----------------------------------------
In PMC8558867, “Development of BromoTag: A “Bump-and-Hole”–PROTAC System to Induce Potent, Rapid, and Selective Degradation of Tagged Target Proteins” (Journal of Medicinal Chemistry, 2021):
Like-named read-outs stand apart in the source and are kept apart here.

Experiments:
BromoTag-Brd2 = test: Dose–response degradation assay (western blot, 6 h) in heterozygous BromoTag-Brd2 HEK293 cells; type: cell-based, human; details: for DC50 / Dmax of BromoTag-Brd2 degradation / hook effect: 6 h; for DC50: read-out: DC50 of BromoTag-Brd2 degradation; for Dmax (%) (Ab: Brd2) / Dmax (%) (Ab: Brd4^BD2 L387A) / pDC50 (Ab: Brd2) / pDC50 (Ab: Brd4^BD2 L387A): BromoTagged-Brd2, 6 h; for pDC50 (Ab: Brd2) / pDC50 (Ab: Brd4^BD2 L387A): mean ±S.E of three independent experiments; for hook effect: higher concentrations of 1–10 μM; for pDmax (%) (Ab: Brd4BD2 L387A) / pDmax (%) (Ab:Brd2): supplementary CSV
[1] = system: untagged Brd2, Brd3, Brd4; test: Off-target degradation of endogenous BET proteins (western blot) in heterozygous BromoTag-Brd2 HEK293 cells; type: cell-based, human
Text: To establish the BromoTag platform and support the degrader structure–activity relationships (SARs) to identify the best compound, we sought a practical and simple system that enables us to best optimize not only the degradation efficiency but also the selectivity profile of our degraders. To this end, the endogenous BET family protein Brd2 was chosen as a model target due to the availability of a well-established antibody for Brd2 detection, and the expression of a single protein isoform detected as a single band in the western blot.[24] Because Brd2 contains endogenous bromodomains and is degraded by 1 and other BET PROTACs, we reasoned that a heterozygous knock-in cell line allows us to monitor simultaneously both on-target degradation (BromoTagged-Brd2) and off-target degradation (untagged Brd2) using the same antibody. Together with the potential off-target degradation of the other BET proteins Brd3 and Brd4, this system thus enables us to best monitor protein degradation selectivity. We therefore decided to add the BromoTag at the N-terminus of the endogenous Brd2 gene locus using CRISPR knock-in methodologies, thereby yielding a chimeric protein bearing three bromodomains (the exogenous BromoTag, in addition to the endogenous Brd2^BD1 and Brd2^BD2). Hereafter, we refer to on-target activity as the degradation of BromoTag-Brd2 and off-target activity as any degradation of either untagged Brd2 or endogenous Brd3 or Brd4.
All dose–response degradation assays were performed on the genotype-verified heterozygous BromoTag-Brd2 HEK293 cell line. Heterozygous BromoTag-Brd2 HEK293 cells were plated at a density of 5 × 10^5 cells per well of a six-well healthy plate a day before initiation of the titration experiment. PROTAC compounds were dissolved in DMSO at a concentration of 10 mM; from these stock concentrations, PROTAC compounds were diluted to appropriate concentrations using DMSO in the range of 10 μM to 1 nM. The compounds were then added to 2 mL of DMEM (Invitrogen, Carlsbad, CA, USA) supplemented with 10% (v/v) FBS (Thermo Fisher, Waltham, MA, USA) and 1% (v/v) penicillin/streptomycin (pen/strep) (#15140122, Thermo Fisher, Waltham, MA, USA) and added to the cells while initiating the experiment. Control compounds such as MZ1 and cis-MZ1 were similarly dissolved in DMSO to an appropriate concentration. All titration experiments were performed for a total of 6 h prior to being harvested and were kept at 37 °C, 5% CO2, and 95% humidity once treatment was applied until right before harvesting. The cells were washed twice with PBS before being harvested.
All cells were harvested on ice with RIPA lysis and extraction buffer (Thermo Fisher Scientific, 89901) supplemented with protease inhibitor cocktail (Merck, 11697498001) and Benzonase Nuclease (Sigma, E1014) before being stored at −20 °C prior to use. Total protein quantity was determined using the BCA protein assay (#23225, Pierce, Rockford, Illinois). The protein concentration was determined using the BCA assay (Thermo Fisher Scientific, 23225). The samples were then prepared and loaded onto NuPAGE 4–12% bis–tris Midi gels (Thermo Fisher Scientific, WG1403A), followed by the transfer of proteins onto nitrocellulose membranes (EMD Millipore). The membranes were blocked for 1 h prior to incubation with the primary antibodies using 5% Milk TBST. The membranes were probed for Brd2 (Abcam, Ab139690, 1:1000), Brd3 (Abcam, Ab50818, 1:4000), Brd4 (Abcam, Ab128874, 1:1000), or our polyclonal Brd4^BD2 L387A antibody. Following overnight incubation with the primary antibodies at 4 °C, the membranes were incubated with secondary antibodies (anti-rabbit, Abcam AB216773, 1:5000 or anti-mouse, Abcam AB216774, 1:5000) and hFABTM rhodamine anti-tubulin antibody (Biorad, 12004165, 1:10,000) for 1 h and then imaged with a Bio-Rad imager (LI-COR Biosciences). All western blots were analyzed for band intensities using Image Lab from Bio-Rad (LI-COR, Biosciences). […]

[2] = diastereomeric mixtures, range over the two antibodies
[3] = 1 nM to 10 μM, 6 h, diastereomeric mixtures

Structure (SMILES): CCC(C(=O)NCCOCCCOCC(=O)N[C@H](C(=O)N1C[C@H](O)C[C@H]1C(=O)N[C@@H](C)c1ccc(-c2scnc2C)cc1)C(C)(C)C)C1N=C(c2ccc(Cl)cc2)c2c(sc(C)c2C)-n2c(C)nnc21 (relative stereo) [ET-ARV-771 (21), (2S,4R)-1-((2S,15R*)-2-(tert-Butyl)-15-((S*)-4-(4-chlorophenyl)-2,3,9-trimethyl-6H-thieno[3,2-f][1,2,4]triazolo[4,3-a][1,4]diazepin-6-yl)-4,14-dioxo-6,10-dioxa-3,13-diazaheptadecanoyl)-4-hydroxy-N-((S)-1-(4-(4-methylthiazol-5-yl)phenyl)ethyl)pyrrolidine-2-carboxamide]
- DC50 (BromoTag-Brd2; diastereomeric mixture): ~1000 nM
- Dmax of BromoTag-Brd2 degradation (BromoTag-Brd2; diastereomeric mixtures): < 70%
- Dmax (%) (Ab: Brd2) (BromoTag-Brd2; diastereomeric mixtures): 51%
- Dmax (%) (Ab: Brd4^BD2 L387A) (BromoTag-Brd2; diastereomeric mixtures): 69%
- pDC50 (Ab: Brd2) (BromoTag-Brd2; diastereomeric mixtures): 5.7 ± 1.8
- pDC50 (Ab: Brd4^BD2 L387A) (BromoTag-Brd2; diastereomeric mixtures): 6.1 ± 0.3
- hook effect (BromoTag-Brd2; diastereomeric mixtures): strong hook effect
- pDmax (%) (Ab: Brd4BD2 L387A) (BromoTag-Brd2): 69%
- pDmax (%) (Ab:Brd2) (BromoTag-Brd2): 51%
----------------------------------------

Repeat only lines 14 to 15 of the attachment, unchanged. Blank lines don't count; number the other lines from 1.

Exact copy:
- Dmax (%) (Ab: Brd2) (BromoTag-Brd2; diastereomeric mixtures): 51%
- Dmax (%) (Ab: Brd4^BD2 L387A) (BromoTag-Brd2; diastereomeric mixtures): 69%